[Issue 11 / November 2014]


By Kulpreet Yadav

Amandeep SandhuAmandeep Sandhu’s Roll of Honour (Rupa publications, 2012) was shortlisted for The Hindu Prize for Best Fiction, 2013. It is a story of the split loyalties of a Sikh boy in a boarding school in Punjab during the Khalistan movement and is based on the events of the year 1984: Operation Bluestar, Mrs. Gandhi’s assassination, and riots etc. Amandeep is presently a Fellow at Akademie Schloss Solitude, Stuttgart, Germany (2013-15). This interview was conducted over e-mail.

Kulpreet Yadav: To a regular eye, ‘Roll of Honour’ seeks to expose, one more time, the permanence of the wounds inflicted on the Sikhs by the Indian Army’s operation on the Golden Temple premises in 1984. But this assessment is only the half-truth. I got an impression that the narrative also offers a glimpse into the lives of those teenage students of the early eighties whose innocence was robbed by the politics of hate. As the author what was your larger purpose?

Amandeep Sandhu: Thanks for exploring the book beyond its externals. As a writer I seek to find the universal in the local. Yes, the book is about what happened with the Sikh adolescent but it goes beyond that. It is about how bullying works: between a nation state and a community; between senior and junior students in a closed system; between the apparently strong and the weak; and finally how the weak fight back when the cloak of secrecy of the assumed world order is broken. The book is about the struggle between the irrational reverence for formal icons and the formless essence of our existence. In that sense, the book is a rites of passage story, a story of nature versus nurture.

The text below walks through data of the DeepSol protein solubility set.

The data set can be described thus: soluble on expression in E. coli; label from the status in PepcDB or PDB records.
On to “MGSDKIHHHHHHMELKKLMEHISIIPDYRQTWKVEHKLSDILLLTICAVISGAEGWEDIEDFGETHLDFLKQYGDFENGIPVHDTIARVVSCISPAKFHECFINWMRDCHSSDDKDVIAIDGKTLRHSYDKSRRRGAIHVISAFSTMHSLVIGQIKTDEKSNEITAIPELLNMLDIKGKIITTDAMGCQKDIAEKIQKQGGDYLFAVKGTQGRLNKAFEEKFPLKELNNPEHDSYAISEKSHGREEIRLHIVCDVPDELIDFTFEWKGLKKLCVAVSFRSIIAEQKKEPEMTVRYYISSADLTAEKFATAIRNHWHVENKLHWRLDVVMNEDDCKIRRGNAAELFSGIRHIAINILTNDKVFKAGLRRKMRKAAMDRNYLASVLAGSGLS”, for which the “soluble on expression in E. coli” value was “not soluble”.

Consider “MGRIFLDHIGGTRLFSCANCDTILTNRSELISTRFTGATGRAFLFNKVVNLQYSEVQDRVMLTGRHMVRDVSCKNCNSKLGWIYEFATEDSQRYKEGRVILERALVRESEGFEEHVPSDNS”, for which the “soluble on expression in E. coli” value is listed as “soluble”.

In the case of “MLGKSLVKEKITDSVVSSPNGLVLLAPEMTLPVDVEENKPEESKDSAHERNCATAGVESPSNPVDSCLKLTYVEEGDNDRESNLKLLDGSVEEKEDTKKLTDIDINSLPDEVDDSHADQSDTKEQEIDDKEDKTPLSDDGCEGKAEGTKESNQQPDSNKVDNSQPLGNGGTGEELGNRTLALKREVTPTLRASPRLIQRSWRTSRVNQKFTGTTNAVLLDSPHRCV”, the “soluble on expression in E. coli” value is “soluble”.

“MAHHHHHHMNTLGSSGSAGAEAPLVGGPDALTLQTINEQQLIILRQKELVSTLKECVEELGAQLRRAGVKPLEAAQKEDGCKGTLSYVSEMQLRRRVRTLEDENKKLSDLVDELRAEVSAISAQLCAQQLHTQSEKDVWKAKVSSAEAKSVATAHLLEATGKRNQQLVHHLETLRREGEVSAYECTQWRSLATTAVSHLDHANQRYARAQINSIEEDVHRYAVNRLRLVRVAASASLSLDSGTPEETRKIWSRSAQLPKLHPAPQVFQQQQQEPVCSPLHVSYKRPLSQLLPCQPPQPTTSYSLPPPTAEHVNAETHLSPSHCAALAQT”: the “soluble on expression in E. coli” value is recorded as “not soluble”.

KY: As a student of Sainik School you scarified your ambition to join the armed forces. How do you see that decision now? How difficult has it been for you to discover a completely different career and chart a new course for yourself?

AS: With all respect to the armed forces, I am happy that I decided not to join it. I did not have the temperament for it. My writing career, if I have one, isn’t a different career. It is just a matter of the inner me, my reflective self, taking over and going beyond what the uniform could have given me – an identity. When I decided to study English Literature, a cousin of mine, a decorated soldier said to me: you know, the armed forces is such a great institution. If you do not join even a police constable will be able to challan you for a mistake. I told myself, so be it. I want to remain an equal citizen and if I make a mistake I am willing to pay the fine. That just settled it for me. I seek a self, my own. That is where I want to belong. Though, I must say an un-structured life of a writer has its own struggles.

KY: I was at Saink School Kapurthala recently, your alma mater. Have you visited your school after writing the ‘Roll of Honour’? If yes, do you think the atmosphere of distrust that existed at the time between the students and the staff, as also the religious overtones that prevailed in the hostel campus, have been overcome?